TERRY ANDERSON. “OPINION: CROSS COUNTRY; Native Americans and the Public Option; After decades of government-run care, some Indians are finally saying enough.” Wall Street Journal (Sat., August 29, 2009): A11.
(Note: ellipses added.)
(Note: the online version is dated Fri., Aug.28, 2009)
(p. A13) Imagine if in the middle of the computer transformation the Reagan administration worried about the upheaval and tried to rescue this vital industry by making huge investments in leading mainframe companies. The purpose of such investments would have been to protect the viability of these companies. The effect, however, would have been to put the brakes on transformation and all but ensure that the U.S. would lose its leadership role.
The government’s investment in General Motors might be directly helpful if the auto industry only had the recession to contend with. But that is not the case. The industry faces the confluence of a world-wide recession, rising fuel prices, environmental demands, globalization of manufacturing, and, most importantly, technological change involving the very nature of the automobile.
For the full commentary, see:
ANDREW S. GROVE. “What Detroit Can Learn From Silicon Valley; Vertically integrated production is a thing of the past. Will the auto industry’s new overseers catch on?” Wall Street Journal (Mon., JULY 13, 2009): A13.
“No, I mean it,” said Ms. Brigugulio, “I expect you to keep your word on this.” Source of the photo and caption: http://boss.blogs.nytimes.com/2009/07/30/mr-prez-meets-ms-biz-the-story-behind-the-photo/
(p. A11) Patty Briguglio thinks President Obama may have a public relations problem selling his health care plan to small-business owners.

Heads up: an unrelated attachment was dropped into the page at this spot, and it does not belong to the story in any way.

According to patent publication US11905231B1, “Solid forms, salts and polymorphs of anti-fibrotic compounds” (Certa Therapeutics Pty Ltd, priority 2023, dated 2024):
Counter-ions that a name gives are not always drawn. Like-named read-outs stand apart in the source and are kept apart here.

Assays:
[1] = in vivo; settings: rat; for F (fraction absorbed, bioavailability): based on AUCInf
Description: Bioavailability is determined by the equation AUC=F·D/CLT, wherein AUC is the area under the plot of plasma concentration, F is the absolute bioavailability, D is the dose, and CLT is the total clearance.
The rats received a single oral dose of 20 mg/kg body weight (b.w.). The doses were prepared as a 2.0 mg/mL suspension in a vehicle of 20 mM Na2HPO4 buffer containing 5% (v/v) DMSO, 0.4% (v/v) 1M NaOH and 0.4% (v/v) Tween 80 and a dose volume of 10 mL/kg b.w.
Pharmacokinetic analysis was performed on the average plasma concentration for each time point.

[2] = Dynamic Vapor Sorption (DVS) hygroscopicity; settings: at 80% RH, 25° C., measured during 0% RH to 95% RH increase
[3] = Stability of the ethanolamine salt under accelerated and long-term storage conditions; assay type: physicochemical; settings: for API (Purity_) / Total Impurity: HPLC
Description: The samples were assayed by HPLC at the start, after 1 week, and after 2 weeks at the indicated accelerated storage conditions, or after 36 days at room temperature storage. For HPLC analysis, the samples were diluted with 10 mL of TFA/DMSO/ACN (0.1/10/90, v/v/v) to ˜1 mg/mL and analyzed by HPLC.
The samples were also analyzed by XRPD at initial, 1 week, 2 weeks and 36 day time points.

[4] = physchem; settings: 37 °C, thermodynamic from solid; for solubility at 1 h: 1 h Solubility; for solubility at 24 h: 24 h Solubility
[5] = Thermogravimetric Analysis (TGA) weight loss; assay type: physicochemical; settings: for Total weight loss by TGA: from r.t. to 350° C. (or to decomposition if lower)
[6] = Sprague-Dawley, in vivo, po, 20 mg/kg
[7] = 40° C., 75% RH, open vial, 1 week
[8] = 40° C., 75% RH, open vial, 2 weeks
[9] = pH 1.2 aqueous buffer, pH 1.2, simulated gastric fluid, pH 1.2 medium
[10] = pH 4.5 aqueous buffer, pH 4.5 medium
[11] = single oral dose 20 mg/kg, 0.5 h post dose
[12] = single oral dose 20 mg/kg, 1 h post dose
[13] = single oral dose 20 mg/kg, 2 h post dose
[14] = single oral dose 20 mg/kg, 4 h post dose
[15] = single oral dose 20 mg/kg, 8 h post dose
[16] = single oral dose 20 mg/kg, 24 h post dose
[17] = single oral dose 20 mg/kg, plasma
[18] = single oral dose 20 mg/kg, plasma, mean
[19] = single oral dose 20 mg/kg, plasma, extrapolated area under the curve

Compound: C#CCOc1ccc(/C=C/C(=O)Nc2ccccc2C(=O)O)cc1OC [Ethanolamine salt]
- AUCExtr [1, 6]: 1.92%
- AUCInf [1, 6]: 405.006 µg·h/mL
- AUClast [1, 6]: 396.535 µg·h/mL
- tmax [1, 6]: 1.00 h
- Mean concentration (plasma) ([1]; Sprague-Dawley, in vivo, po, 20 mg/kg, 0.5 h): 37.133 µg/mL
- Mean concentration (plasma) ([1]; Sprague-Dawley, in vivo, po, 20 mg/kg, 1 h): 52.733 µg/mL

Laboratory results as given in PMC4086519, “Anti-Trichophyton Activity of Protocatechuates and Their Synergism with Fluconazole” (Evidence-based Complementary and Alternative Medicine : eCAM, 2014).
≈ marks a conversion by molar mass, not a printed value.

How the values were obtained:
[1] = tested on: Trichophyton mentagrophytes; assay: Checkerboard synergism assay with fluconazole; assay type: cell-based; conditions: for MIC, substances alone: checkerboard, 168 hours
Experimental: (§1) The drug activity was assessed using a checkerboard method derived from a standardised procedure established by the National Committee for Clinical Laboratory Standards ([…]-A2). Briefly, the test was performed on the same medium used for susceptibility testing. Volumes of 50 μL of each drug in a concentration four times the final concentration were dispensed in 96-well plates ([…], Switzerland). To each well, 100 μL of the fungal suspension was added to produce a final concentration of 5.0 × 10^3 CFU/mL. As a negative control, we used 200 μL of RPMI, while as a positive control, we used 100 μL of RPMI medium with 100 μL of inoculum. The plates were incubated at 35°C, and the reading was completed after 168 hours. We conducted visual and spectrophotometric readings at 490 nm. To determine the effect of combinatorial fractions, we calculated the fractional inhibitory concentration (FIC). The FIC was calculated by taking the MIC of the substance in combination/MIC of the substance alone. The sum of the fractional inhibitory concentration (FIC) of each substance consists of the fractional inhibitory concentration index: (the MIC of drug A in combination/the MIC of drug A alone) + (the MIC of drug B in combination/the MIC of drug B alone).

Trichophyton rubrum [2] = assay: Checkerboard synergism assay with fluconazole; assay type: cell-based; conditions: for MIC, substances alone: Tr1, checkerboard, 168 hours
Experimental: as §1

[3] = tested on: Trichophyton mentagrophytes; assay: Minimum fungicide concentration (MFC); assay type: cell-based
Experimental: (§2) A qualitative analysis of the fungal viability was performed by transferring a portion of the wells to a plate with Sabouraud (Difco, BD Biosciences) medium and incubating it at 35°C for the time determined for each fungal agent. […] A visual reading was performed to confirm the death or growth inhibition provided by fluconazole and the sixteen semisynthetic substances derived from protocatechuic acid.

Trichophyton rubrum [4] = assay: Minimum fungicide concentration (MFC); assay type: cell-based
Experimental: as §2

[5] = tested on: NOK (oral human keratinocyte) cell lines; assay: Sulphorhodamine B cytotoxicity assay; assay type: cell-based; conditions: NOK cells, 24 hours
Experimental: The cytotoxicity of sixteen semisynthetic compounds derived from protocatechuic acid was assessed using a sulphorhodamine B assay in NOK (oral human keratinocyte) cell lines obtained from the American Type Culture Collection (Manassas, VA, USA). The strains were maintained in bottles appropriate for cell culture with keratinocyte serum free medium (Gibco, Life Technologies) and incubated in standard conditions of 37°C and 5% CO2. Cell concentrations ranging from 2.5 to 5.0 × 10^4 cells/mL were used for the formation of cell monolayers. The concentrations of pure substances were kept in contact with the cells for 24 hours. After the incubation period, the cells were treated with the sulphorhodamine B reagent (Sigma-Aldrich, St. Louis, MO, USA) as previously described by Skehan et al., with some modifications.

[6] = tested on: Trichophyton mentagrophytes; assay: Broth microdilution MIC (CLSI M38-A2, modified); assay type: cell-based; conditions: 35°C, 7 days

And Ms. Briguglio, who was photographed exchanging a wagging finger with the president at his health care forum Wednesday in Raleigh, N.C., should know: she runs her own small business, MMI Associates, a public relations firm in Raleigh.
Ms. Briguglio pays much of the cost of health insurance for her firm’s 19 employees, though she does not offer a group plan. Because the members of her staff are so young, it is cheaper simply to provide an allowance for them to buy individual policies.
When Mr. Obama called on Ms. Briguglio at Wednesday’s forum, she asked, ”What current long-term social program created and run by the government should we look to as a model of success and one that we as taxpayers should be confident that a new government-run health care system would be better than the current system in place?”
The president suggested Veterans Affairs hospitals and Medicare, both of which, he said, ”have very high satisfaction rates.”
And, he added, ”Medicare costs have gone up more slowly than private-sector health care costs.”
Ms. Briguglio was not completely satisfied. ”I’ve never associated any government program with ‘cost effective’ or ‘efficient,’ ” she said in a telephone interview on Thursday. ”I don’t believe that the government will be a better steward of the money that I set aside for health care for my employees than I will be.”
For the full story, see:
ROBB MANDELBAUM. “To Challenges For Obama, Add Another.” The New York Times (Fri., July 31, 2009): A11.
(Note: the online version of the article does not have the photo of Briguglio wagging her finger, that was published in my print version of the paper. The photo above is from later in the exchange, and appeared on the NYT blog.)
(p. 217) At the root and origin of all great empires of industry can usually be found a perspiring entrepreneur, often frustrated and fatigued, struggling over a machine that won’t quite work.